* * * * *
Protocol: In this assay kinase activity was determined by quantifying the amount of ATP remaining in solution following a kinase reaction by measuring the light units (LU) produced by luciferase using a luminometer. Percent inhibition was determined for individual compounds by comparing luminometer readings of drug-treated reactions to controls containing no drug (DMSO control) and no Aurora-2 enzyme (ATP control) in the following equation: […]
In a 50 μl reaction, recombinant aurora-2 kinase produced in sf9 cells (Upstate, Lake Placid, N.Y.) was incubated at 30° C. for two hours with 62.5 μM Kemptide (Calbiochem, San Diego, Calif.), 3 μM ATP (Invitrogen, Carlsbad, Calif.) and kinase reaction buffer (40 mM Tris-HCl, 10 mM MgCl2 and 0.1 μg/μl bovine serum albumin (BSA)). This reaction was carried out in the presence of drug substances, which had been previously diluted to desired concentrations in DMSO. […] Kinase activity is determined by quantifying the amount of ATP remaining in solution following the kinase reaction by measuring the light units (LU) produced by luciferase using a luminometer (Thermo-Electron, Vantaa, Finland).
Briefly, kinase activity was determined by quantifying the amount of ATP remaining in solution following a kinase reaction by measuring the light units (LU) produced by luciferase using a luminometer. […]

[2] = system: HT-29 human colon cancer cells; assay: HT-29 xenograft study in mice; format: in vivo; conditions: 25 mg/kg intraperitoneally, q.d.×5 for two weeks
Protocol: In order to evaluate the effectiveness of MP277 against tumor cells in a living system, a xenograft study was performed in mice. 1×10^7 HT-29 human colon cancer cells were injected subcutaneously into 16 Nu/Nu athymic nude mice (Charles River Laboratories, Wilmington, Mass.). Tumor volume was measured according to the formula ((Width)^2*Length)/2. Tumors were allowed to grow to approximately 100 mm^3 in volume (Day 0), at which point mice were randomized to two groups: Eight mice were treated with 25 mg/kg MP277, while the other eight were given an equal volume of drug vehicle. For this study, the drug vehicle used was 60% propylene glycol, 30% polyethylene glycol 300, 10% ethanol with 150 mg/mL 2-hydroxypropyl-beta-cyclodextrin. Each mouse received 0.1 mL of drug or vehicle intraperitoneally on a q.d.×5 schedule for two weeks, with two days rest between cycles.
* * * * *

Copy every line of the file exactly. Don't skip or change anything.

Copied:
Protocol: In this assay kinase activity was determined by quantifying the amount of ATP remaining in solution following a kinase reaction by measuring the light units (LU) produced by luciferase using a luminometer. Percent inhibition was determined for individual compounds by comparing luminometer readings of drug-treated reactions to controls containing no drug (DMSO control) and no Aurora-2 enzyme (ATP control) in the following equation: […]
In a 50 μl reaction, recombinant aurora-2 kinase produced in sf9 cells (Upstate, Lake Placid, N.Y.) was incubated at 30° C. for two hours with 62.5 μM Kemptide (Calbiochem, San Diego, Calif.), 3 μM ATP (Invitrogen, Carlsbad, Calif.) and kinase reaction buffer (40 mM Tris-HCl, 10 mM MgCl2 and 0.1 μg/μl bovine serum albumin (BSA)). This reaction was carried out in the presence of drug substances, which had been previously diluted to desired concentrations in DMSO. […] Kinase activity is determined by quantifying the amount of ATP remaining in solution following the kinase reaction by measuring the light units (LU) produced by luciferase using a luminometer (Thermo-Electron, Vantaa, Finland).
Briefly, kinase activity was determined by quantifying the amount of ATP remaining in solution following a kinase reaction by measuring the light units (LU) produced by luciferase using a luminometer. […]

[2] = system: HT-29 human colon cancer cells; assay: HT-29 xenograft study in mice; format: in vivo; conditions: 25 mg/kg intraperitoneally, q.d.×5 for two weeks
Protocol: In order to evaluate the effectiveness of MP277 against tumor cells in a living system, a xenograft study was performed in mice. 1×10^7 HT-29 human colon cancer cells were injected subcutaneously into 16 Nu/Nu athymic nude mice (Charles River Laboratories, Wilmington, Mass.). Tumor volume was measured according to the formula ((Width)^2*Length)/2. Tumors were allowed to grow to approximately 100 mm^3 in volume (Day 0), at which point mice were randomized to two groups: Eight mice were treated with 25 mg/kg MP277, while the other eight were given an equal volume of drug vehicle. For this study, the drug vehicle used was 60% propylene glycol, 30% polyethylene glycol 300, 10% ethanol with 150 mg/mL 2-hydroxypropyl-beta-cyclodextrin. Each mouse received 0.1 mL of drug or vehicle intraperitoneally on a q.d.×5 schedule for two weeks, with two days rest between cycles.